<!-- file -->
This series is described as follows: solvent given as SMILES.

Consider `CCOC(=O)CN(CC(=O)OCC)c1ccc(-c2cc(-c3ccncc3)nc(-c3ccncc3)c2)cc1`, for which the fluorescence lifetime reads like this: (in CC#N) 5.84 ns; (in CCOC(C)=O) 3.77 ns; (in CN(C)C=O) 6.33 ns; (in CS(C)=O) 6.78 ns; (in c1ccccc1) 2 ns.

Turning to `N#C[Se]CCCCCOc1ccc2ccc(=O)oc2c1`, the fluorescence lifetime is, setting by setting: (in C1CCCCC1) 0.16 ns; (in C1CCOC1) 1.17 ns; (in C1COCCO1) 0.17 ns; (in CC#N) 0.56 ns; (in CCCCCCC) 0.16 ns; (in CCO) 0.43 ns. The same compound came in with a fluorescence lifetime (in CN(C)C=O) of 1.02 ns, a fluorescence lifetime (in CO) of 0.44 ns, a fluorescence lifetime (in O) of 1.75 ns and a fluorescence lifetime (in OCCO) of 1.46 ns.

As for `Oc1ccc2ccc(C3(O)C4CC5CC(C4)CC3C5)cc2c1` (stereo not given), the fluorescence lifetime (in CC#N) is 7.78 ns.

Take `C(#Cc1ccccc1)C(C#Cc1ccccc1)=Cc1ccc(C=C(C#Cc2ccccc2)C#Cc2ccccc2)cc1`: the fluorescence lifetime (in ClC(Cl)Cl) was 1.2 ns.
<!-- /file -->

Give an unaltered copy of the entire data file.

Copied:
This series is described as follows: solvent given as SMILES.

Consider `CCOC(=O)CN(CC(=O)OCC)c1ccc(-c2cc(-c3ccncc3)nc(-c3ccncc3)c2)cc1`, for which the fluorescence lifetime reads like this: (in CC#N) 5.84 ns; (in CCOC(C)=O) 3.77 ns; (in CN(C)C=O) 6.33 ns; (in CS(C)=O) 6.78 ns; (in c1ccccc1) 2 ns.

Turning to `N#C[Se]CCCCCOc1ccc2ccc(=O)oc2c1`, the fluorescence lifetime is, setting by setting: (in C1CCCCC1) 0.16 ns; (in C1CCOC1) 1.17 ns; (in C1COCCO1) 0.17 ns; (in CC#N) 0.56 ns; (in CCCCCCC) 0.16 ns; (in CCO) 0.43 ns. The same compound came in with a fluorescence lifetime (in CN(C)C=O) of 1.02 ns, a fluorescence lifetime (in CO) of 0.44 ns, a fluorescence lifetime (in O) of 1.75 ns and a fluorescence lifetime (in OCCO) of 1.46 ns.

As for `Oc1ccc2ccc(C3(O)C4CC5CC(C4)CC3C5)cc2c1` (stereo not given), the fluorescence lifetime (in CC#N) is 7.78 ns.

Take `C(#Cc1ccccc1)C(C#Cc1ccccc1)=Cc1ccc(C=C(C#Cc2ccccc2)C#Cc2ccccc2)cc1`: the fluorescence lifetime (in ClC(Cl)Cl) was 1.2 ns.